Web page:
Implementing Minding the Baby® Meets HHS Criteria

Last updated: April 2018

Model Overview

Implementation Support

Minding the Baby® (MTB) is a home visiting intervention developed by interdisciplinary researchers at the Yale Child Study Center and the Yale School of Nursing, in collaboration with Fair Haven Community Health Clinic in New Haven, Connecticut. It began as a demonstration program in 2002 and has since been replicated in the United States and Europe. Through the MTB National Office, researchers and staff at the Yale Child Study Center and Yale School of Nursing support implementation and replication in collaboration with local community health centers and/or other local agencies.

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Theoretical Model

MTB is based on a multi-generation model of care that aims to integrate primary care and infant mental health services by pairing a nurse with a mental health professional to conduct home visits. MTB is grounded in the theories of attachment, reflective parenting, social ecology, and self-efficacy. The intervention aims to enhance maternal and child health, reflective parenting, early attachment between mothers and children, and relationships between families and communities.

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Target Population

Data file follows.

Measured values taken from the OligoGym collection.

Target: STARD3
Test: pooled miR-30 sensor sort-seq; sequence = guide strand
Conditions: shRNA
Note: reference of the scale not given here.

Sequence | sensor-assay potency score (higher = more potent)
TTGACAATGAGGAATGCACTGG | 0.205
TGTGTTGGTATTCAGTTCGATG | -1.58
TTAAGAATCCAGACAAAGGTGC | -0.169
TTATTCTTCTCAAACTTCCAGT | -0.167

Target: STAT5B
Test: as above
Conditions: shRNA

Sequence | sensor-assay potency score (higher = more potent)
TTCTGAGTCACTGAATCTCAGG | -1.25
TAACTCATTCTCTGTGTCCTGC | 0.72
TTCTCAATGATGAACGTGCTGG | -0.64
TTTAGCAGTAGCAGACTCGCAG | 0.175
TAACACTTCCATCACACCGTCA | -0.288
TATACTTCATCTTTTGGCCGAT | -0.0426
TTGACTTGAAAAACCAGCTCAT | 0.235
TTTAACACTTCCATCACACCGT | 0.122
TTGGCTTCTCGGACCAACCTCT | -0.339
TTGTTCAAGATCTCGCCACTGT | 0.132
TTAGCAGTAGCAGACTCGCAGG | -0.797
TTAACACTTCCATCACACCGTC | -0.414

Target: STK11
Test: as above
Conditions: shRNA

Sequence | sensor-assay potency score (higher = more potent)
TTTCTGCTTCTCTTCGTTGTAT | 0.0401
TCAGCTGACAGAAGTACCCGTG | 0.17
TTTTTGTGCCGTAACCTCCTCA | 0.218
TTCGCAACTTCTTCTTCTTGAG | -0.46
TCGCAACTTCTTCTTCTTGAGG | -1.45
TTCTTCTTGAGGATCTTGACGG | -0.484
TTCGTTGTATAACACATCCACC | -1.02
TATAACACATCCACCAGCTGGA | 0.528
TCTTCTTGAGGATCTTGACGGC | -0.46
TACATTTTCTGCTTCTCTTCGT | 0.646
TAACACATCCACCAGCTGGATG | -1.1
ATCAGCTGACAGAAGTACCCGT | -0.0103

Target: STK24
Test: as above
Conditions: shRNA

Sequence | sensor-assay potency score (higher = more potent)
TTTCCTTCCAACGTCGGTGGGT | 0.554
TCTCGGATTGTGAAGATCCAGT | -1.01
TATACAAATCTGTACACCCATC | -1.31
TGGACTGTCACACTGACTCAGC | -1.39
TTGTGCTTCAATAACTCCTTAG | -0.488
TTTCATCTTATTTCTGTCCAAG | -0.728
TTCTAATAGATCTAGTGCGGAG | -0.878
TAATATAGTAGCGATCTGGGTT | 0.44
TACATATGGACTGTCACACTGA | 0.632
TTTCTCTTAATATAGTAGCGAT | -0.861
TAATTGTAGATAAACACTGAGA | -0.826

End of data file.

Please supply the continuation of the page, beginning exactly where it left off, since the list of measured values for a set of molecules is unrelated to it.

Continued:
MTB is intended for first-time young parents, ages 14 to 25, living in low-income settings. Mothers who are using drugs prenatally or who have a serious medical condition are ineligible to participate. As guided by the mother, home visit activities include fathers or other family members. The model serves families beginning in the second or early third trimester of pregnancy and extending until the child’s second birthday.

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Targeted Outcomes

The model aims to promote secure attachment; parental reflection (in which parents reflect on their children’s thoughts and feelings and their own development as a parent); and physical and mental health in babies, mothers, and their families. The main goal of MTB is to help mothers and fathers keep their babies in mind in both physical and emotional ways by promoting and enhancing the following:

  • Protective factors, skills, and strategies
  • Competent and flexible parenting
  • Psychological health in the mother and child, and between the mother and child
  • Physical health and development of the child
  • Positive maternal health and life course outcomes

The model also seeks to help families become better consumers of health care information, better connected to their primary care clinicians, and more knowledgeable about obtaining and using needed social services (such as housing, food assistance, or health insurance).

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Model Components

MTB consists of home visits with a nurse and a mental health professional. The home visitors primarily meet with families separately on an alternating schedule, except in the following circumstances in which both home visitors meet with the family together: at the time of recruitment, at the first and last home visits, when mothers transition from weekly visits to visits every other week, and as needed (such as during a crisis).